German patent law

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German patent law is mainly governed by the Patents Act (German: Patentgezetz) and the European Patent Convention. A patent covering Germany can be obtained through four different routes: through the direct filing of a national patent application with the German Patent and Trade Mark Office (German: Deutsches Patent- und Markenamt) (direct national route), through the filing of a European patent application (European route), or through the filing of an international application under the Patent Cooperation Treaty followed by the entry into either the European phase or the national (German) phase of said international application (Euro-PCT route). The German patent has a term of 20 years.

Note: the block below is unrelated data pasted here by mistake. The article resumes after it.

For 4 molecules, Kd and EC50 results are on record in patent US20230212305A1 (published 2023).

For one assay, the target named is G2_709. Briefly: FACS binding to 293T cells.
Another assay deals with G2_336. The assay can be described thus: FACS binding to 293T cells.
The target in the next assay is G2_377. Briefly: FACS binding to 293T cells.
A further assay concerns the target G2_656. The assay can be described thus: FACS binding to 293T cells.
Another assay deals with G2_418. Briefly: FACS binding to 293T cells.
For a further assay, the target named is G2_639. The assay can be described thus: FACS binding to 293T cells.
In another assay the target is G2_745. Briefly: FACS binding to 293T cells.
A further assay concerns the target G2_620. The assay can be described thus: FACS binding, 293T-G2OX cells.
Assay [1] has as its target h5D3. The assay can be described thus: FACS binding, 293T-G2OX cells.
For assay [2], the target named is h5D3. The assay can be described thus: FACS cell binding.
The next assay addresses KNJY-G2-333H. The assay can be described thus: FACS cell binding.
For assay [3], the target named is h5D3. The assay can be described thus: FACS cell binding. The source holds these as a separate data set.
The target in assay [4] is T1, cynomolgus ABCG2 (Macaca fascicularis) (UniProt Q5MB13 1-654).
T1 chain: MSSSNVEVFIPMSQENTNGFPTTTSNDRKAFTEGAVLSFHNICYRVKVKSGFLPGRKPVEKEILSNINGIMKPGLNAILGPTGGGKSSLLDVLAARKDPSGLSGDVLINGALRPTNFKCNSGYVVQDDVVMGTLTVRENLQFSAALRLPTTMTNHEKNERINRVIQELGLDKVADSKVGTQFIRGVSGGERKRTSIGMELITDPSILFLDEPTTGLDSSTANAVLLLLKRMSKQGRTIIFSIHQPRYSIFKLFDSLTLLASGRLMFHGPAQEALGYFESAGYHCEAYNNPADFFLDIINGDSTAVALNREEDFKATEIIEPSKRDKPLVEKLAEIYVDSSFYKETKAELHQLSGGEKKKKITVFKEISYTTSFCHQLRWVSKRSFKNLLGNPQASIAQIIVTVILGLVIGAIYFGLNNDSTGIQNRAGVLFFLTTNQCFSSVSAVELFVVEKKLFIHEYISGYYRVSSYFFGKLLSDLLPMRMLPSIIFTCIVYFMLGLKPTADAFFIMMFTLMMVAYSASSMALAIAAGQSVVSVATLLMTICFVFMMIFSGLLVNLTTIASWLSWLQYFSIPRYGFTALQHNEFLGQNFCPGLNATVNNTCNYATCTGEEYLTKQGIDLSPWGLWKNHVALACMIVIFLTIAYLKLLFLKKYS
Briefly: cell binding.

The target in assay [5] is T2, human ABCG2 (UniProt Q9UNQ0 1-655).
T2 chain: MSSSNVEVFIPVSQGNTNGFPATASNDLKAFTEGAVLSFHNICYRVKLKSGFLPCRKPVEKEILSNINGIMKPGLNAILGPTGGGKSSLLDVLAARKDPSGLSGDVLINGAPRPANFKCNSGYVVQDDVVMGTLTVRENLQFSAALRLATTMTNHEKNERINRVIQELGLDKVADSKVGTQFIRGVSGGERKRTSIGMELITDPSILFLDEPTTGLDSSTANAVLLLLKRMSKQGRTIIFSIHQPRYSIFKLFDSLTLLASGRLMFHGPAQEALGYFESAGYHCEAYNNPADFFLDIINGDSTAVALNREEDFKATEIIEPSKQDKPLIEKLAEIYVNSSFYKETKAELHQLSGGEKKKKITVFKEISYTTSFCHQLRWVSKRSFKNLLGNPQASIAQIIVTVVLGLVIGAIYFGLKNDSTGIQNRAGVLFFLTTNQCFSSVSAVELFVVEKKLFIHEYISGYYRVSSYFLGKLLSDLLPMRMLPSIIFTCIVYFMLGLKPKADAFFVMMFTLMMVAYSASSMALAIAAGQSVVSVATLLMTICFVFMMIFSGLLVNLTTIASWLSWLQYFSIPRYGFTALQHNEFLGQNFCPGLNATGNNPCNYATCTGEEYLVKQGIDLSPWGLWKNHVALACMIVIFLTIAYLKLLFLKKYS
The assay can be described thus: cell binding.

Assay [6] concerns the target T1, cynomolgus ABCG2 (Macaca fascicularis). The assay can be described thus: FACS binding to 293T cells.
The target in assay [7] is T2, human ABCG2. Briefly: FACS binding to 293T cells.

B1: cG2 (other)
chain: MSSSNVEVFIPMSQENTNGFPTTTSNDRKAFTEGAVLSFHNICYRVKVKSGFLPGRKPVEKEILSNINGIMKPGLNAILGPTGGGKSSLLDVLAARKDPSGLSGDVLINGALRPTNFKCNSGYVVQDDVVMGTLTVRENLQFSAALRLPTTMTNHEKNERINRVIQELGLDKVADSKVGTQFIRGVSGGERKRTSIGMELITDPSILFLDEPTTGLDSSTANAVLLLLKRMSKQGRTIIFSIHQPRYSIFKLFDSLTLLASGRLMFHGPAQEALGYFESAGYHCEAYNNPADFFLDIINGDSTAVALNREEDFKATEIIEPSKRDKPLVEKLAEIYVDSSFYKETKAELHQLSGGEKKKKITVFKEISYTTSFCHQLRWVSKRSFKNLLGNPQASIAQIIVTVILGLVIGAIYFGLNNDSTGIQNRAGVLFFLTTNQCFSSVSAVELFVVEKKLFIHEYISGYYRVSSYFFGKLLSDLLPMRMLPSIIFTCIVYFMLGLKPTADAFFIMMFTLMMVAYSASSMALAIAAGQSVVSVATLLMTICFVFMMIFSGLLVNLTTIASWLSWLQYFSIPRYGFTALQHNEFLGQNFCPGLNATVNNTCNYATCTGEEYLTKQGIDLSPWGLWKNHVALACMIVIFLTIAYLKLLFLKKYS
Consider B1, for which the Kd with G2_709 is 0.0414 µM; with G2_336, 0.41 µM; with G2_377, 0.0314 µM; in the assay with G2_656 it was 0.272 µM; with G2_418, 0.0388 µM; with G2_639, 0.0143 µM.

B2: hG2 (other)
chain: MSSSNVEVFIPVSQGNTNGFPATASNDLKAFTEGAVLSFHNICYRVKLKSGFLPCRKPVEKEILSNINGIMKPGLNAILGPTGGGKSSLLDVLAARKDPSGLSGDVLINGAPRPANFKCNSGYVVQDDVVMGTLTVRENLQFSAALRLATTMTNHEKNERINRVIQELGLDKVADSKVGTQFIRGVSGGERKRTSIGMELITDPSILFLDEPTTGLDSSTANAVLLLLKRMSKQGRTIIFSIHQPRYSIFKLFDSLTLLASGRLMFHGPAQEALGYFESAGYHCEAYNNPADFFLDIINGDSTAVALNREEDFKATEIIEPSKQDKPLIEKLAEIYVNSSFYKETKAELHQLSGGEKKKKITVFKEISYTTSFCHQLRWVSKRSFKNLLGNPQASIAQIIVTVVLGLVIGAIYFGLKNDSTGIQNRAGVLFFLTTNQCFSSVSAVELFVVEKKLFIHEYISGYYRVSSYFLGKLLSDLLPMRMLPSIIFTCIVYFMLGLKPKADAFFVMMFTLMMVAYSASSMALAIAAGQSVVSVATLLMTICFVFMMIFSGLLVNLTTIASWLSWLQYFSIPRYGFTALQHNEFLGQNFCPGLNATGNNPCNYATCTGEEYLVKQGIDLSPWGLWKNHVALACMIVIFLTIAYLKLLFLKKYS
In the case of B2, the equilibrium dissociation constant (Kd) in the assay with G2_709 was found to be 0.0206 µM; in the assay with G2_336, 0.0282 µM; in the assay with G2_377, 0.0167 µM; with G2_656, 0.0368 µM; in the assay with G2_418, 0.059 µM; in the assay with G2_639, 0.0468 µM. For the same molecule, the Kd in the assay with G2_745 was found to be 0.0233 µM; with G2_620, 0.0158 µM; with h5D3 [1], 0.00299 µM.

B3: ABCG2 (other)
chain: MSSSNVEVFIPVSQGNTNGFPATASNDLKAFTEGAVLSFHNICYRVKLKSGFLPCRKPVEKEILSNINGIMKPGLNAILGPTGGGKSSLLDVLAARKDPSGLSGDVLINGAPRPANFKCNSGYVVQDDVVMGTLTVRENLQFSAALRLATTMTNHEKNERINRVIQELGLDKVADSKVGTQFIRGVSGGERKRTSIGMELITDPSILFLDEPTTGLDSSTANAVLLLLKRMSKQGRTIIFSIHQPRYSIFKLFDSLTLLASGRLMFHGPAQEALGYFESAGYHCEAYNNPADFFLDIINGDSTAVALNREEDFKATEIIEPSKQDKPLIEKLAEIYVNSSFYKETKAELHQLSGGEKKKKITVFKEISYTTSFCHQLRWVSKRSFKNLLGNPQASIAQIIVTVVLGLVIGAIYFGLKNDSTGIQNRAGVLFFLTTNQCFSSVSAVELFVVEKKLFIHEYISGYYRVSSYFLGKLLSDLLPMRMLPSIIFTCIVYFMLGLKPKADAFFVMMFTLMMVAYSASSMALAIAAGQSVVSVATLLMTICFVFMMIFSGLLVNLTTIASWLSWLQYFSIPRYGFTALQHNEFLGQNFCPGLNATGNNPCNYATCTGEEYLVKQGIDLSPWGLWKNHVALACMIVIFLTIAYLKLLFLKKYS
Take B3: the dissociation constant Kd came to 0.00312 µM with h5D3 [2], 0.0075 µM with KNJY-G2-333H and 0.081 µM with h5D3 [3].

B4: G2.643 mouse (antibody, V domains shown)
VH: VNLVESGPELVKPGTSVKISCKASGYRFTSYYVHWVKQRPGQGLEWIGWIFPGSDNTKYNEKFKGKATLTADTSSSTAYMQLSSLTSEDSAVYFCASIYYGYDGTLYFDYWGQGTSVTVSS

Litigation[edit]

The German patent litigation system is one of the few patent systems in which the issue of patent infringement and of patent validity are dealt with by different courts. The district courts deal with infringement, whereas the Federal Patent Court (German: Bundespatentgericht) is in charge of deciding the validity of patents.[1] Such a system is sometimes dubbed a "bifurcation system."

See also[edit]

References[edit]

  1. ^ Peter Guntz (8–9 November 2012). EPO boards of appeal and key decisions: The decisions of the boards of appeal – a national judge's perspective (Part 1 of 3). Munich, Germany: European Patent Office. 2:13 to 2:50 minutes in. Retrieved November 16, 2013. 

External links[edit]